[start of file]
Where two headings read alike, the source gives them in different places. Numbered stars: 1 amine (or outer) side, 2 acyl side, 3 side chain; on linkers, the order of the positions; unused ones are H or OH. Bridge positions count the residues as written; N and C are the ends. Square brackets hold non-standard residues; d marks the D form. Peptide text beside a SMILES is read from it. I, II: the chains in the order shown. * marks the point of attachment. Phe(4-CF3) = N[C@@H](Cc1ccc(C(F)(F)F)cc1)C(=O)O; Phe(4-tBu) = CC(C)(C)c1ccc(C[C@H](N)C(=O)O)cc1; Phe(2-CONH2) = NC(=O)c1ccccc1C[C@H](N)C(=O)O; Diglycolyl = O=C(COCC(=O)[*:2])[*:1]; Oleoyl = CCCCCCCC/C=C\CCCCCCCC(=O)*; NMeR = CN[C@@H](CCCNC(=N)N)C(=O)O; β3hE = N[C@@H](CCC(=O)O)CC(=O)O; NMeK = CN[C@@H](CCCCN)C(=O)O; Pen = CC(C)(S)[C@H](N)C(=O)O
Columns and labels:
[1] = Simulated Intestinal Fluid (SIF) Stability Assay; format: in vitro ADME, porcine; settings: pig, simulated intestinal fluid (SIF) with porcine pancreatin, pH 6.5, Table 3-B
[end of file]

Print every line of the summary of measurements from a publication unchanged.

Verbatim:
Where two headings read alike, the source gives them in different places. Numbered stars: 1 amine (or outer) side, 2 acyl side, 3 side chain; on linkers, the order of the positions; unused ones are H or OH. Bridge positions count the residues as written; N and C are the ends. Square brackets hold non-standard residues; d marks the D form. Peptide text beside a SMILES is read from it. I, II: the chains in the order shown. * marks the point of attachment. Phe(4-CF3) = N[C@@H](Cc1ccc(C(F)(F)F)cc1)C(=O)O; Phe(4-tBu) = CC(C)(C)c1ccc(C[C@H](N)C(=O)O)cc1; Phe(2-CONH2) = NC(=O)c1ccccc1C[C@H](N)C(=O)O; Diglycolyl = O=C(COCC(=O)[*:2])[*:1]; Oleoyl = CCCCCCCC/C=C\CCCCCCCC(=O)*; NMeR = CN[C@@H](CCCNC(=N)N)C(=O)O; β3hE = N[C@@H](CCC(=O)O)CC(=O)O; NMeK = CN[C@@H](CCCCN)C(=O)O; Pen = CC(C)(S)[C@H](N)C(=O)O
Columns and labels:
[1] = Simulated Intestinal Fluid (SIF) Stability Assay; format: in vitro ADME, porcine; settings: pig, simulated intestinal fluid (SIF) with porcine pancreatin, pH 6.5, Table 3-B